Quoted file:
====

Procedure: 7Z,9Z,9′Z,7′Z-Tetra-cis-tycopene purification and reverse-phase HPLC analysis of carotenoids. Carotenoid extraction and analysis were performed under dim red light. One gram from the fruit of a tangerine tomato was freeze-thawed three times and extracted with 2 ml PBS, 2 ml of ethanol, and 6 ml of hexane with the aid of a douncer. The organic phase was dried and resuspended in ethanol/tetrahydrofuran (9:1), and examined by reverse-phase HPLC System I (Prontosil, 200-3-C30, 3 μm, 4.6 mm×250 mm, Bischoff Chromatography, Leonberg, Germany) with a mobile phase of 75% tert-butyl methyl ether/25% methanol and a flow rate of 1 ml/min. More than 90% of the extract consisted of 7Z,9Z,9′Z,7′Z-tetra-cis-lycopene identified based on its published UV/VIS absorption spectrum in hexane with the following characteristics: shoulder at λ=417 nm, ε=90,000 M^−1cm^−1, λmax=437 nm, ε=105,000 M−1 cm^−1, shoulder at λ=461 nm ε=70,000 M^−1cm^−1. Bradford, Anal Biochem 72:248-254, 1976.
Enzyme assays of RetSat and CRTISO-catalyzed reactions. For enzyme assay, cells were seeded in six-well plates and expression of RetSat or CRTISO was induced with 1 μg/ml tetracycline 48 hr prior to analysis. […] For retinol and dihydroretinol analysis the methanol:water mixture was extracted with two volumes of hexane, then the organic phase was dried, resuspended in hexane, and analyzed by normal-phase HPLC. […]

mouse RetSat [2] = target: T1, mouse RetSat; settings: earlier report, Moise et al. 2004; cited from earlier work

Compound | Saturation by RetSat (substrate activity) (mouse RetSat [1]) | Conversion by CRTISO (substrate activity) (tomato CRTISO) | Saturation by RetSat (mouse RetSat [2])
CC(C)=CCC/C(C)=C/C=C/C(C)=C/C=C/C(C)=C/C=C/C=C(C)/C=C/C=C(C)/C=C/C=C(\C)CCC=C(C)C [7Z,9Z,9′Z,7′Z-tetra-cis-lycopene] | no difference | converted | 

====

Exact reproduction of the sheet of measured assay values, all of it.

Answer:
Procedure: 7Z,9Z,9′Z,7′Z-Tetra-cis-tycopene purification and reverse-phase HPLC analysis of carotenoids. Carotenoid extraction and analysis were performed under dim red light. One gram from the fruit of a tangerine tomato was freeze-thawed three times and extracted with 2 ml PBS, 2 ml of ethanol, and 6 ml of hexane with the aid of a douncer. The organic phase was dried and resuspended in ethanol/tetrahydrofuran (9:1), and examined by reverse-phase HPLC System I (Prontosil, 200-3-C30, 3 μm, 4.6 mm×250 mm, Bischoff Chromatography, Leonberg, Germany) with a mobile phase of 75% tert-butyl methyl ether/25% methanol and a flow rate of 1 ml/min. More than 90% of the extract consisted of 7Z,9Z,9′Z,7′Z-tetra-cis-lycopene identified based on its published UV/VIS absorption spectrum in hexane with the following characteristics: shoulder at λ=417 nm, ε=90,000 M^−1cm^−1, λmax=437 nm, ε=105,000 M−1 cm^−1, shoulder at λ=461 nm ε=70,000 M^−1cm^−1. Bradford, Anal Biochem 72:248-254, 1976.
Enzyme assays of RetSat and CRTISO-catalyzed reactions. For enzyme assay, cells were seeded in six-well plates and expression of RetSat or CRTISO was induced with 1 μg/ml tetracycline 48 hr prior to analysis. […] For retinol and dihydroretinol analysis the methanol:water mixture was extracted with two volumes of hexane, then the organic phase was dried, resuspended in hexane, and analyzed by normal-phase HPLC. […]

mouse RetSat [2] = target: T1, mouse RetSat; settings: earlier report, Moise et al. 2004; cited from earlier work

Compound | Saturation by RetSat (substrate activity) (mouse RetSat [1]) | Conversion by CRTISO (substrate activity) (tomato CRTISO) | Saturation by RetSat (mouse RetSat [2])
CC(C)=CCC/C(C)=C/C=C/C(C)=C/C=C/C(C)=C/C=C/C=C(C)/C=C/C=C(C)/C=C/C=C(\C)CCC=C(C)C [7Z,9Z,9′Z,7′Z-tetra-cis-lycopene] | no difference | converted | 